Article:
The flowering plum tree is a term used to refer to a wide variety of plum trees both native and introduced into the United States. The most common plum is the garden plum. Other varieties include the Newport plum tree, Purple Pony plum tree, Japanese flowering plum tree, white flowering plum tree and the ornamental purple leaf plum tree.
The most sought characteristic of the flowering plum is the beautiful fragrant blooms. In spring, they fill the tree with clusters of white, pink, or purple flowers that last for days, and the sweet aroma stretches over long distances. The leaves emerge after the flowers fade and by summer change color from a shiny green to a shade of burgundy before falling off. The fruit begins to appear in late summer and grows in clusters. The fruits are small and, once ripe, turn red, pink or purplish
The flowering plum is an ornamental tree used for decorative purposes in yards and landscapes. The appeal is from the changes that occur on the tree throughout the season. The flowers bloom and fade. The leaves change colors and then the fruit develops. This keeps a yard or landscaping interesting to watch as the changes take place over the summer.
Plum trees are susceptible to stresses, insects and disease. These problems can be controlled with proper care and maintenance of the tree. Watering, fertilizing and regular pruning are important steps in good tree care. Young trees need more water than established ones. Good well-drained soil, slightly acidic with a pH of between 3 and 6, will aid in producing flowers as well as fruit. Fertilize before flowers begin to bloom and reduce when the tree has produced its fruit.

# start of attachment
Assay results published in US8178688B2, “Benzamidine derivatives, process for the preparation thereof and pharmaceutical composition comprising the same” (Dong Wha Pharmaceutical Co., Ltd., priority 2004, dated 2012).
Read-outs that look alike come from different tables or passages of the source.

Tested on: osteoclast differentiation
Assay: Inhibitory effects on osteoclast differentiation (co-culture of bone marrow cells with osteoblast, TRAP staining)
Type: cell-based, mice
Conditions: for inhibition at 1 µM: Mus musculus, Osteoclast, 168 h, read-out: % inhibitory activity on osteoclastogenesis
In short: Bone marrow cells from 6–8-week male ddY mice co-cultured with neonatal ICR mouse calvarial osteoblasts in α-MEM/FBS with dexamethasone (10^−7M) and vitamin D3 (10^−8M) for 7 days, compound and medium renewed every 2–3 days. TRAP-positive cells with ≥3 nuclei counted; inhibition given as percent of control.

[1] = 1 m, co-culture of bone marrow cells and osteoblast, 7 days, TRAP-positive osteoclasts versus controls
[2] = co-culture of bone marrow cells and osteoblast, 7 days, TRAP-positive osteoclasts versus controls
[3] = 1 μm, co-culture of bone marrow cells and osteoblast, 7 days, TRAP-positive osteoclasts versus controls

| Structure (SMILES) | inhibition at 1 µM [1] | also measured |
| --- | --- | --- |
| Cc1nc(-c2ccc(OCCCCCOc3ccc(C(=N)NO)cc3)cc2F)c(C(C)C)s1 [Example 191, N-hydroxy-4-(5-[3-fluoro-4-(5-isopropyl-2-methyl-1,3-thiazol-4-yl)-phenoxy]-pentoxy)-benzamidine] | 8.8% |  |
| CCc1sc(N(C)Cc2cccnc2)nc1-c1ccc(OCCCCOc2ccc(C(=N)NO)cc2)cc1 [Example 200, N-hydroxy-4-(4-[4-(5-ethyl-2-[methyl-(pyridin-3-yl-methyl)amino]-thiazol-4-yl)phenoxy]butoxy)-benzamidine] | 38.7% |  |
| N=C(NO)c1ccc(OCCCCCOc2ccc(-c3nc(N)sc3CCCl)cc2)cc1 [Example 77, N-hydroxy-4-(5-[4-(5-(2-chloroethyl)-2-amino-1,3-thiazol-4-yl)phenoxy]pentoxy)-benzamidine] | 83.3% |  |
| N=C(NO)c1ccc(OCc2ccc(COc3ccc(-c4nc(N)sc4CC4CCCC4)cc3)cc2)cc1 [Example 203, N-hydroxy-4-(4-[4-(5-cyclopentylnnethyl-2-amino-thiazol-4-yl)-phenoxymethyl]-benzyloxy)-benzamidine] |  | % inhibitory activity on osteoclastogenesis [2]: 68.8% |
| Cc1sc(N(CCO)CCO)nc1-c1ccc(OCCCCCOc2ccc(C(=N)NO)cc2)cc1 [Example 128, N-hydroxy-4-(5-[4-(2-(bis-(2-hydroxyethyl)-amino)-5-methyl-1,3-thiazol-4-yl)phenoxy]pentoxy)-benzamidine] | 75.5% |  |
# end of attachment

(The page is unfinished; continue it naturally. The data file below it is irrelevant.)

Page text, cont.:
Pruning is recommended for overall tree health and for cosmetic shaping of younger trees. It's important for fine structure and overall life-span. Prune plum trees right after flowering to promote good health. If pruning is done to control tree size, it is recommended to prune in the winter. Pruning can reduce the possibility of certain types of defects or structural problems. Broken, diseased, or dead branches should be removed to prevent further decay-producing fungi from infecting other parts of the tree. The removal of live branches is sometimes necessary to allow more sunlight and circulation of air through the treetop. Removing branch stub is important to promote proper healing of wounds that may have occurred to the tree.
Black knot is the most serious disease of ornamental plum trees. Hard black long knots form on the smaller branches. It is spread by the spores of the disease through the air from nearby infected trees. If left untreated, the growths will stunt the entire tree and eventually kill it. Immediate pruning of the infected branches can help stop the spread.